Rattlesnakes are a year-round threat to San Diegans and their pets, but new information reveals that a super-cure could be ripe for discovery right in San Diego's Mission Trails Park.
That would be welcome news to Sarah Torp, who walks her dog Gaia in the park at least once a week. Torp says she always makes sure they never venture off the trails.
"Just for her safety and for my safety, and for other wild critters here," she said.
And the one critter in particular? Rattlesnakes - a mainstay at the park. The county receives more than 1,000 rattlesnake-related calls a year.
Getting bitten by one requires immediate medical attention. Last year, 15-year-old Brad Avey had to be airlifted from Mission Trails park after a bite.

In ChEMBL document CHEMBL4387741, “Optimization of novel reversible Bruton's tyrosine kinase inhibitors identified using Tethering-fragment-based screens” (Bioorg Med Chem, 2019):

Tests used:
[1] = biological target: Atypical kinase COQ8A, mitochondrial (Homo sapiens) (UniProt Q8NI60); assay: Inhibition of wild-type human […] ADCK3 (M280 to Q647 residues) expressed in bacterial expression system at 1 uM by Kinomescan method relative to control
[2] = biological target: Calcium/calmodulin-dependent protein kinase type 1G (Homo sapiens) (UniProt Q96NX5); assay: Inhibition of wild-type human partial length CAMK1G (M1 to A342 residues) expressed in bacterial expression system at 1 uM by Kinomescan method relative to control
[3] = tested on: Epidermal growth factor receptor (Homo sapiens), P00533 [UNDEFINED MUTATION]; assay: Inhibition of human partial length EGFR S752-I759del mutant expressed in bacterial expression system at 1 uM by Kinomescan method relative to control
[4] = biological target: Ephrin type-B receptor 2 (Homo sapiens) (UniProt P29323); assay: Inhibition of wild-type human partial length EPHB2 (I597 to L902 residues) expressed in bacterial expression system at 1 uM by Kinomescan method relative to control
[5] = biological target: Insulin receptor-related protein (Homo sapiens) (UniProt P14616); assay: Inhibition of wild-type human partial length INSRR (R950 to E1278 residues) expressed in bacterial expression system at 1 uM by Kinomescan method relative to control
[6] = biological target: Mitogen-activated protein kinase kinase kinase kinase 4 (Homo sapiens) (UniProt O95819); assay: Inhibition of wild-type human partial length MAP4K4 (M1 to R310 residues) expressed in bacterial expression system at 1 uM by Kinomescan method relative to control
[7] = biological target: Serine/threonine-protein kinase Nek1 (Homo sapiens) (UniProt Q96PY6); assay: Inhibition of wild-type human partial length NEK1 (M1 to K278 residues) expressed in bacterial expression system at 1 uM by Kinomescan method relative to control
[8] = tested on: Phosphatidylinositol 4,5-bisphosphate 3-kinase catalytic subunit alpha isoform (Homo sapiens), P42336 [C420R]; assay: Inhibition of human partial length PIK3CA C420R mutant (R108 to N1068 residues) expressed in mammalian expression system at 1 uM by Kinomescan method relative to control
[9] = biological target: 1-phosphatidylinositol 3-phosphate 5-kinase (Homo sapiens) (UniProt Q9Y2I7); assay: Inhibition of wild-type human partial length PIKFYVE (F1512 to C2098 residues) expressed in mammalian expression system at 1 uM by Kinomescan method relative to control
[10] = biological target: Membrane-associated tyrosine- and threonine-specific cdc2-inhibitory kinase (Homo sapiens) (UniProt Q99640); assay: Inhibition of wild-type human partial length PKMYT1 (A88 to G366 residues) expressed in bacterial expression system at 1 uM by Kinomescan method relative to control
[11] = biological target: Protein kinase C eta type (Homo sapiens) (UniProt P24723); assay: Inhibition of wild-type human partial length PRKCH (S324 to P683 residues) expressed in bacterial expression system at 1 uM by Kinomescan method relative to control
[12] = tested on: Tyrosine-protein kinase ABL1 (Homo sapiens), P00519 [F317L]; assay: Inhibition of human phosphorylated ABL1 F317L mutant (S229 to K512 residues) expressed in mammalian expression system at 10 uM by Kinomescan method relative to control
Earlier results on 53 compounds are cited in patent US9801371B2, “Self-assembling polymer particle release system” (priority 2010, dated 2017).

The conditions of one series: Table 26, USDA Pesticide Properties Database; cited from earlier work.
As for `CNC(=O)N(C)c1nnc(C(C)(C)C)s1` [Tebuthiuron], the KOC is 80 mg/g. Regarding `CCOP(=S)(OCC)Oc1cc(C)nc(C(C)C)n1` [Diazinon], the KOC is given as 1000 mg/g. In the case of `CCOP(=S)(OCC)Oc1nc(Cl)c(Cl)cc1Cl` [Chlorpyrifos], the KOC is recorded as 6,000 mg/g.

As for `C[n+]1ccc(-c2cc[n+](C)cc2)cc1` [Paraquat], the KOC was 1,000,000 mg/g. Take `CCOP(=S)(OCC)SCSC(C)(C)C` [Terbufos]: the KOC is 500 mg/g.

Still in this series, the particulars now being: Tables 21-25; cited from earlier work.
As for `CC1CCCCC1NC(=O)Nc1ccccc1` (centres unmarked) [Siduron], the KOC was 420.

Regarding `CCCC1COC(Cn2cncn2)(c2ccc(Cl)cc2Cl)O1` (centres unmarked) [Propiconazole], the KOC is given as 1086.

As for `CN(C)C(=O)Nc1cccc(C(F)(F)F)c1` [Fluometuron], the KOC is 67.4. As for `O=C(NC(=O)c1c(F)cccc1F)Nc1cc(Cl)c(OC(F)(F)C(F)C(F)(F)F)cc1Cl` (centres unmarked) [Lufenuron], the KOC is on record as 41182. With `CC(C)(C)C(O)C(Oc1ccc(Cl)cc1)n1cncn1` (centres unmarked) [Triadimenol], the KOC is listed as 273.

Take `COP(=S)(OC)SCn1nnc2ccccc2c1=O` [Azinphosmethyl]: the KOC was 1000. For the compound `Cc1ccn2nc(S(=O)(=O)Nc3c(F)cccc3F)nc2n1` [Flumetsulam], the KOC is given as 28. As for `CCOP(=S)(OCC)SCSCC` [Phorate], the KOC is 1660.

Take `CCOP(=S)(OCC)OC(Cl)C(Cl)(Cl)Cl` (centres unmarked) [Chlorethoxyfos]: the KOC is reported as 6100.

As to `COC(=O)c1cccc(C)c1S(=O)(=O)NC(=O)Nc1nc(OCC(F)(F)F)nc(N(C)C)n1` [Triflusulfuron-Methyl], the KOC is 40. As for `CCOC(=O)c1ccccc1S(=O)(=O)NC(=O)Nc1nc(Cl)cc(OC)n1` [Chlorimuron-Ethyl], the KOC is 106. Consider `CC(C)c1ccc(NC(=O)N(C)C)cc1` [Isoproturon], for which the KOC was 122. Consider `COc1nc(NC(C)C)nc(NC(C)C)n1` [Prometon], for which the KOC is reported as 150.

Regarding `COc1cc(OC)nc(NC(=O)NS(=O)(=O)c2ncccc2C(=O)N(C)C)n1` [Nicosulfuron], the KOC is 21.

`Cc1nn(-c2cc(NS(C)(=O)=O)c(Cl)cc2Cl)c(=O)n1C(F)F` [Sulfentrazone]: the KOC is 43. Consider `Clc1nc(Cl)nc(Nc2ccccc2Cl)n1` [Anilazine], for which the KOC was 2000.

"He was reaching down, and he has a snake in his hand, and he's pulling it off of him and he throws it," his father Thomas said.
Researchers at San Diego State University now believe there's a chance to unlock a new cure in Mission Trails park - with squirrels and woodrats.
The two small animals can apparently shrug off a snakebite that would be deadly to humans and their pets and researchers want to find out how they do it.
They're asking the city for permission to allow them to trap squirrels, woodrats and snakes, draw blood and venom and then lab test the resistance. The animals would be tagged and released immediately after blood and venom are drawn. Those discoveries, perhaps, could lead to better treatments for humans and their pets.